FREE Case Evaluation
Maryland False Claims Act Lawyer
These rights are especially valuable, because there are special laws that provide financial rewards to those citizens who help the United States and the State of Maryland recover funds that would otherwise be lost to fraud. Although this act applies to fraud against the government generally, in practice it targets fraud arising from contracts with the government. If a person files a claim under the Federal False Claims Act and wins, then that person will receive anywhere between 15% and 30% of the damages paid to the government. This is a considerable incentive because government contracts tend to be very valuable and concern very large amounts of money. Even 15% of damages will usually be a big sum of money. A False Claims Case, however, can be complicated and is usually opposed by experienced attorneys. Thus, it is important that you contact a Maryland False Claims Act lawyer if you have information that may qualify for a case.
This law dates back to the Civil War, when the Lincoln Administration and Congress decided to act against contractors defrauding the Union Army. Today, it is still used to fight defense contracting fraud, as well as many other kinds of fraud committed against the federal government. It creates a special right for an individual to sue on behalf of the United States. Any kind of fraud that involves federal funds can potentially be a case under the Federal False Claims Act. The law provides for treble damages against a defendant and imposes civil penalties against the defendant.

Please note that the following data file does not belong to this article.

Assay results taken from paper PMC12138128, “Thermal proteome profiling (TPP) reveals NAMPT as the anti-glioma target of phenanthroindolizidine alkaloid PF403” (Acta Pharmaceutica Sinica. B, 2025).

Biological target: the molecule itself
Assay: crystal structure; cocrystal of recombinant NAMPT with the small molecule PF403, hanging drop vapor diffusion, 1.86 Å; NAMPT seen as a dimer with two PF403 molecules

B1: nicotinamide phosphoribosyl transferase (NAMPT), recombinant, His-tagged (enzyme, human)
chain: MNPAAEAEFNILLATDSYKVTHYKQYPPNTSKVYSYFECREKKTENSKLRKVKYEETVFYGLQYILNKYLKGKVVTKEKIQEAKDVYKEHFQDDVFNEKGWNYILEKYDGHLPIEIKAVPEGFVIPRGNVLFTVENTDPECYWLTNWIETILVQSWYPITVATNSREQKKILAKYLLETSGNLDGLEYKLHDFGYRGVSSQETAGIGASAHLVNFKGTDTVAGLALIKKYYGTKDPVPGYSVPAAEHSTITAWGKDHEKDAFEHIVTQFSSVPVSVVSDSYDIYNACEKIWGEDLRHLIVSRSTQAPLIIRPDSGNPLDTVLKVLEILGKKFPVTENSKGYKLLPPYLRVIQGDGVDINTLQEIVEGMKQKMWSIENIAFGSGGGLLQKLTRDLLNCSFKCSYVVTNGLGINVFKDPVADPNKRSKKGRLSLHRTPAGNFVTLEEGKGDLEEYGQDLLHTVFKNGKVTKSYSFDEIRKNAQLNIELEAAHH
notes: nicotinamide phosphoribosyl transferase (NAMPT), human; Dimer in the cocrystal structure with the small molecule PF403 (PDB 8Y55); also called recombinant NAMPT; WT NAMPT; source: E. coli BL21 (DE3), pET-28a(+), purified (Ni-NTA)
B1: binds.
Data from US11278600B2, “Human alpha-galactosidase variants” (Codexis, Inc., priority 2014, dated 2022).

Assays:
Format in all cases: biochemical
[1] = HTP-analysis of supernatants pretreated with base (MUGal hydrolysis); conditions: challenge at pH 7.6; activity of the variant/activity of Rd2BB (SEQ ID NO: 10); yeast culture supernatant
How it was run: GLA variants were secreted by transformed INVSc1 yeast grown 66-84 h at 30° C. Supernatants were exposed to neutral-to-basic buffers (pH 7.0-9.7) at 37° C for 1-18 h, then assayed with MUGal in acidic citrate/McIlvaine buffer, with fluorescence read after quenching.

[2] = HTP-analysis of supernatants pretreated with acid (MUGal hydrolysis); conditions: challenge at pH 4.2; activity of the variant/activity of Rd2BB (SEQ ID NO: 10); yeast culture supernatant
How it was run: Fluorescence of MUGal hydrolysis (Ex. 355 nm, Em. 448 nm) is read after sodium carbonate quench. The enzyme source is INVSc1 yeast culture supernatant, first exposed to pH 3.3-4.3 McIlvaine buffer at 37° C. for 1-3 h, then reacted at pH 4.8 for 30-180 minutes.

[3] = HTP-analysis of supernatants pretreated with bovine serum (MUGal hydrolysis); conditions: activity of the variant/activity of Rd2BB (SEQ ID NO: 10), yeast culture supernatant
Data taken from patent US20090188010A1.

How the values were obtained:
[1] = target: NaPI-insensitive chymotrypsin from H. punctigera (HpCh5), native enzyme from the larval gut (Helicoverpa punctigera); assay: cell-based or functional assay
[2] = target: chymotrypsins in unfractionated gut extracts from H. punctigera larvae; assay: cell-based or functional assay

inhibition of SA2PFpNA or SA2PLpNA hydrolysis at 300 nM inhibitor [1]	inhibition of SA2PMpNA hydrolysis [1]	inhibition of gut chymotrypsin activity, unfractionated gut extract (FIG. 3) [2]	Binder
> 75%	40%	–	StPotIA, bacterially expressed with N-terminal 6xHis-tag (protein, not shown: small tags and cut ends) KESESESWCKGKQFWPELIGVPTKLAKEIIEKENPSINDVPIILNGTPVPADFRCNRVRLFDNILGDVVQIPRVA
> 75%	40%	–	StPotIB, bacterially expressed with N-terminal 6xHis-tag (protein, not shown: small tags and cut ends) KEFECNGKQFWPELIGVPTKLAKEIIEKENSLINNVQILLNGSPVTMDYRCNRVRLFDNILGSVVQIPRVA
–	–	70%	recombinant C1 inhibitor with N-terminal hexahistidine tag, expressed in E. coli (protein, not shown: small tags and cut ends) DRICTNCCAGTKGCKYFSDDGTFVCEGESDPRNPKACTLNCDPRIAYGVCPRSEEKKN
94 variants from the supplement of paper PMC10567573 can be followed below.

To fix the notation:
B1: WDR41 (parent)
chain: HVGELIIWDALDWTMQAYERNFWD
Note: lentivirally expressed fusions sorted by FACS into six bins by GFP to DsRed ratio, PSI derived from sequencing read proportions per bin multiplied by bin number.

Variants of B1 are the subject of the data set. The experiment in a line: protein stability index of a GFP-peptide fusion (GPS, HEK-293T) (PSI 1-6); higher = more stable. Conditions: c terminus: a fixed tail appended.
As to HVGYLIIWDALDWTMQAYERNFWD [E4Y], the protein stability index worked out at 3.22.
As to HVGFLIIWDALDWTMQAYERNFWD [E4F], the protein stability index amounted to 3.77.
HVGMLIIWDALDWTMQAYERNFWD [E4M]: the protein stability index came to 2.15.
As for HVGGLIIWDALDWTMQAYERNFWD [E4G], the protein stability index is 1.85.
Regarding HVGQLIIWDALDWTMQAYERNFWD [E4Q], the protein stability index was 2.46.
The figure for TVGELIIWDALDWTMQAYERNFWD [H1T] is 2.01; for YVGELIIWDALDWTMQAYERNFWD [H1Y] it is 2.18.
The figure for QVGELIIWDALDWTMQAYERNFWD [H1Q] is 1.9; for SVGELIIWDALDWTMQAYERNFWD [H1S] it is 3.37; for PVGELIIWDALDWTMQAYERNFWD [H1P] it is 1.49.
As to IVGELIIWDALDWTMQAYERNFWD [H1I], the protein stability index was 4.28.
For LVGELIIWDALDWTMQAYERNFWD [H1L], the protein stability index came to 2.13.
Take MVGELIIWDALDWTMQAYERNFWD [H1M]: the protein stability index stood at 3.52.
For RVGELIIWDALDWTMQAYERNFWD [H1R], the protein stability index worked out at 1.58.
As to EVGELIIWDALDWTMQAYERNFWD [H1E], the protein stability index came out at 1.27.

Medicare fraud cases comprise many of the major False Claims Act cases. For this reason, The Affordable Care Act (also known as “Obamacare”) has strengthened the FCA further in order to make it easier for the government to recover from contractors defrauding the Medicare Medicaid System. This is particularly important because defrauding the health care system creates additional costs and externalities for everyone who participates.
Perhaps as a result of seeing large recoveries in such health care-related fraud cases, the Maryland Legislature adopted a similar law in 2010. The Maryland False Health Claims Act allows for a reward when health care agencies of the State of Maryland have been defrauded. The Maryland law is limited to fighting fraud in health care. By contrast, the Federal False Claims Act makes it possible to sue when a defendant defrauds any federal agency. Sometimes, however, the same people manage to defraud both the federal and the state government at the same time.
When filing a case under either of these laws, the case is filed “under seal.” Keeping the case secret permits the government to investigate the matter and decide if they want to participate in the case. If the government chooses to participate, it can do two things: “join” the case or take over the case. Typically, if the government chooses to participate, there is a high likelihood that the case will be successful. Needless to say, that is a great for the plaintiff, who stands to make a portion of the recovery. If the government elects not to participate, the plaintiff can still proceed with the case and still stands to make a percentage.